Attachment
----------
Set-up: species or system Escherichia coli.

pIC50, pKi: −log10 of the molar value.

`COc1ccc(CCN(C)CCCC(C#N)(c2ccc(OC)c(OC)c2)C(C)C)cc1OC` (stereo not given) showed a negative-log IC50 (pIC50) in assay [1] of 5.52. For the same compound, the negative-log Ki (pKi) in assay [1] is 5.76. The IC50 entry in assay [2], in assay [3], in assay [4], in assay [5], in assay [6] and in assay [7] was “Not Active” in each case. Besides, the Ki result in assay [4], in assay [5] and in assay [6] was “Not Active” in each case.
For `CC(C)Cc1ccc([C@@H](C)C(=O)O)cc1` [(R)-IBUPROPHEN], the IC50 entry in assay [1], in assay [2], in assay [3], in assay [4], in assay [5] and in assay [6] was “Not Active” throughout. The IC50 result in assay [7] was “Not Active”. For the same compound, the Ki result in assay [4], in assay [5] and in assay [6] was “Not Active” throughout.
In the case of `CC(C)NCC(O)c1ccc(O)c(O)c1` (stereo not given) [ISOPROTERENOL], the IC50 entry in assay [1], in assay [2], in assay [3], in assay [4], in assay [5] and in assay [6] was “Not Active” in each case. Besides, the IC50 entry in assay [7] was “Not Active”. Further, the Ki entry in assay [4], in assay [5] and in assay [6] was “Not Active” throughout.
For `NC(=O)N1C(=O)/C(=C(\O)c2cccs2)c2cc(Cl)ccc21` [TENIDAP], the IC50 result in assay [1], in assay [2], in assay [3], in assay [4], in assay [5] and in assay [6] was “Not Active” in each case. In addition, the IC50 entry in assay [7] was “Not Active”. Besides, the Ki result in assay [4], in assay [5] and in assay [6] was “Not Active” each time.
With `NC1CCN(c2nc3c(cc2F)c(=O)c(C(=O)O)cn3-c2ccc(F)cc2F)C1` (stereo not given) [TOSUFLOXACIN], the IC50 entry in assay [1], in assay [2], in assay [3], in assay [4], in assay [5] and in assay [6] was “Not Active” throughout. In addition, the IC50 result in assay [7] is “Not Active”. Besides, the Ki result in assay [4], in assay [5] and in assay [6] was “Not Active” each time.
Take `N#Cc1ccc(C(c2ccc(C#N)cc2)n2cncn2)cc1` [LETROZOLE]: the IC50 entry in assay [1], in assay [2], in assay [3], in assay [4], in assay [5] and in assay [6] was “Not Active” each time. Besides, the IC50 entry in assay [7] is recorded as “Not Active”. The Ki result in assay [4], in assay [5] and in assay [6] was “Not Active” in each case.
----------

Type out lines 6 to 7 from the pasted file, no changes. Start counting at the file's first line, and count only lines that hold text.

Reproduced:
For `NC(=O)N1C(=O)/C(=C(\O)c2cccs2)c2cc(Cl)ccc21` [TENIDAP], the IC50 result in assay [1], in assay [2], in assay [3], in assay [4], in assay [5] and in assay [6] was “Not Active” in each case. In addition, the IC50 entry in assay [7] was “Not Active”. Besides, the Ki result in assay [4], in assay [5] and in assay [6] was “Not Active” each time.
With `NC1CCN(c2nc3c(cc2F)c(=O)c(C(=O)O)cn3-c2ccc(F)cc2F)C1` (stereo not given) [TOSUFLOXACIN], the IC50 entry in assay [1], in assay [2], in assay [3], in assay [4], in assay [5] and in assay [6] was “Not Active” throughout. In addition, the IC50 result in assay [7] is “Not Active”. Besides, the Ki result in assay [4], in assay [5] and in assay [6] was “Not Active” each time.